Let others live through you

Junior Courtney Pelland occupies herself during her lengthy blood transfusion.

Darsha Pelland

Junior Courtney Pelland occupies herself during her lengthy blood transfusion.

Hang on for a minute...we're trying to find some more stories you might like.


Email This Story






 

“I received two units of blood and then two large iron bolus,” said junior Courtney Pelland, reflecting back to January 2015. After a major decline in her health, Pelland was admitted into the hospital. “At the time, [my family and I] had no idea why my health had gotten so bad,” recalled Pelland.

“My hemoglobin was six and I had no iron storage left in my body,” she said. Her body was getting rid of dead blood cells, but wasn’t producing any new ones. Pelland said, “Receiving the blood and iron was definitely my start to recovery, without it my levels would have dropped, potentially leading to death.”

Someone else’s kind act of donating helped Pellend’s health. Pelland said, “I think it would be interesting to find out who did it, and thank them for it.” Pelland’s nurses were shocked to see her continue to be able to walk and especially surprised she was still dancing.

Pelland started feeling sick her freshman year. She said, “I would get sick in the morning and starting my sophomore year, I became extremely tired all the time. I would complain to my mom that I needed to go home and take naps, but no matter how much sleep I got, I felt as though I never had any energy.” Pelland recalls struggling to stay awake during her classes.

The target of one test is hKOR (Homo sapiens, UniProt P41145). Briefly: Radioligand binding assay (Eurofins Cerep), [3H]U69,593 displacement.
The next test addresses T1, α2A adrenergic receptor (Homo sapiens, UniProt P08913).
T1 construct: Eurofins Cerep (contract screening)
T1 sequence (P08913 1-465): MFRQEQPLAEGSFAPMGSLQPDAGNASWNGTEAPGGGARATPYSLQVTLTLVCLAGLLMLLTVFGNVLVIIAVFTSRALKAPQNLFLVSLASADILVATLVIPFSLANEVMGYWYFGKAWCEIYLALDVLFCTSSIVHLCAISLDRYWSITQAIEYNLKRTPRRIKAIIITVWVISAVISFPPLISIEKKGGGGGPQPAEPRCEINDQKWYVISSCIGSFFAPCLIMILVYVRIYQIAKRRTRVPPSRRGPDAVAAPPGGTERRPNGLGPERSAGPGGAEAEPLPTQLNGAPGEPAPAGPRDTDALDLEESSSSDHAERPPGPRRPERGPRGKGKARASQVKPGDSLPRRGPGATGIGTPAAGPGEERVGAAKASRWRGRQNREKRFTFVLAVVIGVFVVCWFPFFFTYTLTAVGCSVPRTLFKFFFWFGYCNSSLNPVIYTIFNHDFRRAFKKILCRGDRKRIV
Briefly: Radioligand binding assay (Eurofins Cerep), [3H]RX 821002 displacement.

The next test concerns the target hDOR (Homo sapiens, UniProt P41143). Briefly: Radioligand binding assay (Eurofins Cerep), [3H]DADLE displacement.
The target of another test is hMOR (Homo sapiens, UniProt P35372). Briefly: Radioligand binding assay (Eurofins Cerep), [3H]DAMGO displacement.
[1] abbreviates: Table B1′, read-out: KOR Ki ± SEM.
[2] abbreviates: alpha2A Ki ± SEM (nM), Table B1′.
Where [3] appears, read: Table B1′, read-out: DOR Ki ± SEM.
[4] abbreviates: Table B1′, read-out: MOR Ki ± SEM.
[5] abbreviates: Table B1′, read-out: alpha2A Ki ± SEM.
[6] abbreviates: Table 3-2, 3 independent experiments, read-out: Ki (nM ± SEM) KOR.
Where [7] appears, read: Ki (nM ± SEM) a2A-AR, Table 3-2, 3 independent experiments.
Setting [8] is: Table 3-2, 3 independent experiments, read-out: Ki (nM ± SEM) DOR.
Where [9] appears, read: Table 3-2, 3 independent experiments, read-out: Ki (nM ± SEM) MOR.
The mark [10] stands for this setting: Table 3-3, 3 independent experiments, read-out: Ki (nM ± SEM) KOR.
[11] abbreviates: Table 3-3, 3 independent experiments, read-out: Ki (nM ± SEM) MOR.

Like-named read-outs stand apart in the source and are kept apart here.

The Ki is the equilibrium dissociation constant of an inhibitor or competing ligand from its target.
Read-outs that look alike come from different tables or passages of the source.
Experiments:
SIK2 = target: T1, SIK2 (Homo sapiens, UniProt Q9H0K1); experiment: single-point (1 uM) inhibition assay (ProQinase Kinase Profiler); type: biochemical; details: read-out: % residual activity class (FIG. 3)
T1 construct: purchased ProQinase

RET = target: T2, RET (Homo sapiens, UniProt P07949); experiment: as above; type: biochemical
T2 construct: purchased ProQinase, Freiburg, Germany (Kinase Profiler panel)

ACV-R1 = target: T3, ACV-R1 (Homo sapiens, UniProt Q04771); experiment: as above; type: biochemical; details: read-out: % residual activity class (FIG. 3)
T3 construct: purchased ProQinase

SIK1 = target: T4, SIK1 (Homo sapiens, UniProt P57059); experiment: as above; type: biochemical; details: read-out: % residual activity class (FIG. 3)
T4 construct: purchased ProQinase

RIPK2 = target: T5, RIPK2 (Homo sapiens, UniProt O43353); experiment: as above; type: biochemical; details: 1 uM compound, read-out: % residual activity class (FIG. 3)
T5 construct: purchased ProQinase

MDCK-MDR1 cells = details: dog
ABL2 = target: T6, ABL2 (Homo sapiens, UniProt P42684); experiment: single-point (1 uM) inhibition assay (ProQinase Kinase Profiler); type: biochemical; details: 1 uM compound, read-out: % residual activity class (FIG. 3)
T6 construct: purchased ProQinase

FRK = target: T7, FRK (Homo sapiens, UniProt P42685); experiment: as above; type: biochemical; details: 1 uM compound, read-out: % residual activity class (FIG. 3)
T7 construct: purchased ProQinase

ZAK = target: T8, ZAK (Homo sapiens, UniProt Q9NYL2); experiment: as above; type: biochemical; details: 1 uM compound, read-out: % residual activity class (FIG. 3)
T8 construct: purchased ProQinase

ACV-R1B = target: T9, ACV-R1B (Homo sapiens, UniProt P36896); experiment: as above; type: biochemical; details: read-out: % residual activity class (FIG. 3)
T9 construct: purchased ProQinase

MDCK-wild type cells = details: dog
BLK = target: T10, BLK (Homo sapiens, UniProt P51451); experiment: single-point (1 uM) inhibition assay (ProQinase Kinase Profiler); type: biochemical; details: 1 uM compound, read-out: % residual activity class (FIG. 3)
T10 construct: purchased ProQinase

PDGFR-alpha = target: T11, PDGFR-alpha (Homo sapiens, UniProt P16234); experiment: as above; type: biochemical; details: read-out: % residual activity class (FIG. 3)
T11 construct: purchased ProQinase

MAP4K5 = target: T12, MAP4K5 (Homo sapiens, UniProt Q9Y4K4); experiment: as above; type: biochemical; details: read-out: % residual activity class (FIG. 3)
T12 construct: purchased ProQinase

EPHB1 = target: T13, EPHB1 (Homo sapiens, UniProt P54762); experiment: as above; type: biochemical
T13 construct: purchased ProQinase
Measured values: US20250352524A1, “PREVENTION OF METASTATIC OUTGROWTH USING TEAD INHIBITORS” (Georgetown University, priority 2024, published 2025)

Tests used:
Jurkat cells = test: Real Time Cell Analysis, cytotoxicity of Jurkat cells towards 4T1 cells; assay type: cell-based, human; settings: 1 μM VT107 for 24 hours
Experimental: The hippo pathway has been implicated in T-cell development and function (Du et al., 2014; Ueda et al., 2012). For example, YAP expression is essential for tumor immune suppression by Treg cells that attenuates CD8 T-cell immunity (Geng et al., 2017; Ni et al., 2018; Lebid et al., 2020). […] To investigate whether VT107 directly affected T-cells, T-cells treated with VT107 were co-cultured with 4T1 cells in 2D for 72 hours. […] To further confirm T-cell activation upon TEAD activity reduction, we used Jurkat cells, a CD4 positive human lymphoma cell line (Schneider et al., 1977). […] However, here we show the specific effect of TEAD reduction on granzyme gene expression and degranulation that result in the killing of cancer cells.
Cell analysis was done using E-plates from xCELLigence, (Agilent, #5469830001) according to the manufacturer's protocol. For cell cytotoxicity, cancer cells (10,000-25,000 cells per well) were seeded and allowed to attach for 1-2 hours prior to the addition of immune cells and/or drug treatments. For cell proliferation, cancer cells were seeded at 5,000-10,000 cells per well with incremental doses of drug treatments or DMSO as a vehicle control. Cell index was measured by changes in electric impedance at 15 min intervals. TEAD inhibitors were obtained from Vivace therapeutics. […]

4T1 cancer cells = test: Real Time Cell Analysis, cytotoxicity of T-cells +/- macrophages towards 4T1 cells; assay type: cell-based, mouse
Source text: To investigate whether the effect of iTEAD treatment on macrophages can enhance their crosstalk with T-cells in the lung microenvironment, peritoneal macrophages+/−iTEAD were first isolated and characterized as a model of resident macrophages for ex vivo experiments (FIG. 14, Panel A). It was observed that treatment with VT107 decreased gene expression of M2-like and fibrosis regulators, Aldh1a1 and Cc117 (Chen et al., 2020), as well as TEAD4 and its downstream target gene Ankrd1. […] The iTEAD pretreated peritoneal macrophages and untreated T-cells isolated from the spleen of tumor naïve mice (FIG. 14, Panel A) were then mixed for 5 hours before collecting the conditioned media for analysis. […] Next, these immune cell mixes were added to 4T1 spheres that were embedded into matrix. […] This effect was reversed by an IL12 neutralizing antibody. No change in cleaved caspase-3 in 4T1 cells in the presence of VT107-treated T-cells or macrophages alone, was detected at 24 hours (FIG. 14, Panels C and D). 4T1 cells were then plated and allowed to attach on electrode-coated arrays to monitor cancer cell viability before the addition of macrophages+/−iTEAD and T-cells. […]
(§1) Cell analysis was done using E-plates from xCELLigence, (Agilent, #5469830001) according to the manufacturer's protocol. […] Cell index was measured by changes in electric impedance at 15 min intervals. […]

Immediately preceding her visit to the hospital, Pelland’s skin had lost almost all color. “I looked like a ghost,” said Pelland. This lack of color was due to her body losing blood cells.

Receiving the blood was Pelland’s first step in her long recovery. “It took at least six months to even feel halfway better,” said Pelland. It wasn’t until October 2015 when she was diagnosed with celiac disease when she began to truly turn around her health. “Celiac is a serious disease that affects the immune system,” Pelland said. “With celiac, you can’t eat anything gluten.” After adjusting her diet, Pelland finally felt 100 percent again in December.

During this year-long struggle, Pelland endured a major hip surgery while she continued to dance. This past November, she won her first title, becoming Miss Sugar Valley’s Outstanding Teen. Pelland’s platform “Knowing Your Body, Taking a Step Back” is centered around her struggles this past year. “I hope to encourage people to donate blood, and for kids to understand and know when they’ve pushed their body past their limits,” she said.

“Through this experience I have realized the importance of donating blood,” said Pelland. “If you qualify to donate blood, why not do it? You could be saving your best friend’s life.”

 

Print Friendly, PDF & Email